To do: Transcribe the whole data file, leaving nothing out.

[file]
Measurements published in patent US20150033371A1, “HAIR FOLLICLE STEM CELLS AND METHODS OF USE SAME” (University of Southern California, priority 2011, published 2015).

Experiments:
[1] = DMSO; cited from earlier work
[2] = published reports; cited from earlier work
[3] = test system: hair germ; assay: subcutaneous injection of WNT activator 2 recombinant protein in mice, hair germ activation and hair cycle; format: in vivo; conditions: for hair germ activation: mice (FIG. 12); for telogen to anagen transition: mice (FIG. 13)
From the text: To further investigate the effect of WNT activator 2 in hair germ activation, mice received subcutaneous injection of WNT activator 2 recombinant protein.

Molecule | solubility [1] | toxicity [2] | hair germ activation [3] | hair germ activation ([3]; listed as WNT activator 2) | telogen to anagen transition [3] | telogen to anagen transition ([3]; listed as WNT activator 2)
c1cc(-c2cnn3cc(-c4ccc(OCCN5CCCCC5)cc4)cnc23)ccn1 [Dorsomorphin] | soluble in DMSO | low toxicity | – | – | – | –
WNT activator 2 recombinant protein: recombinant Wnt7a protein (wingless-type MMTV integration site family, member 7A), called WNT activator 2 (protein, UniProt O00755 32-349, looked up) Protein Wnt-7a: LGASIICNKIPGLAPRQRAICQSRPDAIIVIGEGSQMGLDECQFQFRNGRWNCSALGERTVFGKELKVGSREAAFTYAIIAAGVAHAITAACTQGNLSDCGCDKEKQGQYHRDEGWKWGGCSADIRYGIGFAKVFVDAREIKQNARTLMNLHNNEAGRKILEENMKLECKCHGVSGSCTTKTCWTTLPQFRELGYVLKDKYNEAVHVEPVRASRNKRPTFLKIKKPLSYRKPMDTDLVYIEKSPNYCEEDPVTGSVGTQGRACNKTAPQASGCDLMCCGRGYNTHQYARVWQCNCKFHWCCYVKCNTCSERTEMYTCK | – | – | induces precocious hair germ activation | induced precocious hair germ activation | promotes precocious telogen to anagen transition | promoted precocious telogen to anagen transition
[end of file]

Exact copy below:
Measurements published in patent US20150033371A1, “HAIR FOLLICLE STEM CELLS AND METHODS OF USE SAME” (University of Southern California, priority 2011, published 2015).

Experiments:
[1] = DMSO; cited from earlier work
[2] = published reports; cited from earlier work
[3] = test system: hair germ; assay: subcutaneous injection of WNT activator 2 recombinant protein in mice, hair germ activation and hair cycle; format: in vivo; conditions: for hair germ activation: mice (FIG. 12); for telogen to anagen transition: mice (FIG. 13)
From the text: To further investigate the effect of WNT activator 2 in hair germ activation, mice received subcutaneous injection of WNT activator 2 recombinant protein.

Molecule | solubility [1] | toxicity [2] | hair germ activation [3] | hair germ activation ([3]; listed as WNT activator 2) | telogen to anagen transition [3] | telogen to anagen transition ([3]; listed as WNT activator 2)
c1cc(-c2cnn3cc(-c4ccc(OCCN5CCCCC5)cc4)cnc23)ccn1 [Dorsomorphin] | soluble in DMSO | low toxicity | – | – | – | –
WNT activator 2 recombinant protein: recombinant Wnt7a protein (wingless-type MMTV integration site family, member 7A), called WNT activator 2 (protein, UniProt O00755 32-349, looked up) Protein Wnt-7a: LGASIICNKIPGLAPRQRAICQSRPDAIIVIGEGSQMGLDECQFQFRNGRWNCSALGERTVFGKELKVGSREAAFTYAIIAAGVAHAITAACTQGNLSDCGCDKEKQGQYHRDEGWKWGGCSADIRYGIGFAKVFVDAREIKQNARTLMNLHNNEAGRKILEENMKLECKCHGVSGSCTTKTCWTTLPQFRELGYVLKDKYNEAVHVEPVRASRNKRPTFLKIKKPLSYRKPMDTDLVYIEKSPNYCEEDPVTGSVGTQGRACNKTAPQASGCDLMCCGRGYNTHQYARVWQCNCKFHWCCYVKCNTCSERTEMYTCK | – | – | induces precocious hair germ activation | induced precocious hair germ activation | promotes precocious telogen to anagen transition | promoted precocious telogen to anagen transition